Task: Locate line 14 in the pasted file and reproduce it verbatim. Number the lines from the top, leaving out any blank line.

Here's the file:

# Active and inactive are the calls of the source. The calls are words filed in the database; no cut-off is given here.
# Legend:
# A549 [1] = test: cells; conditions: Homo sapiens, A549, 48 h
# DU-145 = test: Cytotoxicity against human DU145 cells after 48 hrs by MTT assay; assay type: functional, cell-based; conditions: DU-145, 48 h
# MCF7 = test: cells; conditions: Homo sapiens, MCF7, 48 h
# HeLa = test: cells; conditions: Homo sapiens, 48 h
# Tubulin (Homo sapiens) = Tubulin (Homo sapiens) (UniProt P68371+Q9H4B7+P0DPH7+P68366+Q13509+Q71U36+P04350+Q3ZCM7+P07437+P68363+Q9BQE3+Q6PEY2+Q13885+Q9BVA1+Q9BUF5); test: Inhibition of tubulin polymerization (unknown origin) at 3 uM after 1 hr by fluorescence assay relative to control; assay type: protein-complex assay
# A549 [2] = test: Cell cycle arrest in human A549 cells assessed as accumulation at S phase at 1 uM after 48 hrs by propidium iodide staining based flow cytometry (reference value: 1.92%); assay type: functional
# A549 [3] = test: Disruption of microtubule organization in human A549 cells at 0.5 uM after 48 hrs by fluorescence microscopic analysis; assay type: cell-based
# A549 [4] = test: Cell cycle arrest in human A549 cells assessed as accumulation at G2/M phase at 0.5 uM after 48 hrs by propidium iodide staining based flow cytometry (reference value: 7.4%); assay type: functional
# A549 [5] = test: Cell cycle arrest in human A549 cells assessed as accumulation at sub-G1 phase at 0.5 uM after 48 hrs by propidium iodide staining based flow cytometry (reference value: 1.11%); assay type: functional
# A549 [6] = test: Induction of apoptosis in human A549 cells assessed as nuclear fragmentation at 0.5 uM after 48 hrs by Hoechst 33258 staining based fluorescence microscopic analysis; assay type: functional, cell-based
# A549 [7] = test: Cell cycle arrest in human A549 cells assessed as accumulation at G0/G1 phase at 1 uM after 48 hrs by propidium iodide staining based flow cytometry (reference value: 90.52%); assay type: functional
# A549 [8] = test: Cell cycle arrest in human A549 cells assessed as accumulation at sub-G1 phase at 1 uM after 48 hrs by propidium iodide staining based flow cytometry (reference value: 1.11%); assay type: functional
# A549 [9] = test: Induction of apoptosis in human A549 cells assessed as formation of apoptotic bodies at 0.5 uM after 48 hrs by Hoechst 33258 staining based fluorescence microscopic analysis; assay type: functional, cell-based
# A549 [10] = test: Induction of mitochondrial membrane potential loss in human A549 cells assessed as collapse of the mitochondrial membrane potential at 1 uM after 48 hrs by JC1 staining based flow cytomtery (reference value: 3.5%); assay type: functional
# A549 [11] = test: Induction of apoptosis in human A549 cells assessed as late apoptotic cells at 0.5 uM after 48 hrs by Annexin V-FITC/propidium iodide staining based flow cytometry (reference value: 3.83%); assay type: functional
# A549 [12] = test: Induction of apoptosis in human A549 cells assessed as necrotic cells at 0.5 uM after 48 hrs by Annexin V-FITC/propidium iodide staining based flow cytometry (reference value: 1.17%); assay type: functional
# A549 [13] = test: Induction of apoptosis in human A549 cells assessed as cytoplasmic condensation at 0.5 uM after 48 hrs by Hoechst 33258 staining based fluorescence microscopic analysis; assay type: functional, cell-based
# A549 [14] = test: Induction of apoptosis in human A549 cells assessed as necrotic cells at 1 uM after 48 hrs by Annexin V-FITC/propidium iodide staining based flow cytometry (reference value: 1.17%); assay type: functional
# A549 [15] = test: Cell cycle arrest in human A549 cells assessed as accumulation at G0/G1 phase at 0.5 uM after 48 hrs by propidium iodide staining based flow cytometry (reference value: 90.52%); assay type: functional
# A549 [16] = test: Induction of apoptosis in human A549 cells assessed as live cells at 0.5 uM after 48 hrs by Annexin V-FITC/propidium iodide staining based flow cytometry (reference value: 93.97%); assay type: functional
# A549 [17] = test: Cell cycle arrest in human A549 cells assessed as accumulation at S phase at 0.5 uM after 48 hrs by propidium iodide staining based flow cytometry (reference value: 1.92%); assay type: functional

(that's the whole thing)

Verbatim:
# A549 [8] = test: Cell cycle arrest in human A549 cells assessed as accumulation at sub-G1 phase at 1 uM after 48 hrs by propidium iodide staining based flow cytometry (reference value: 1.11%); assay type: functional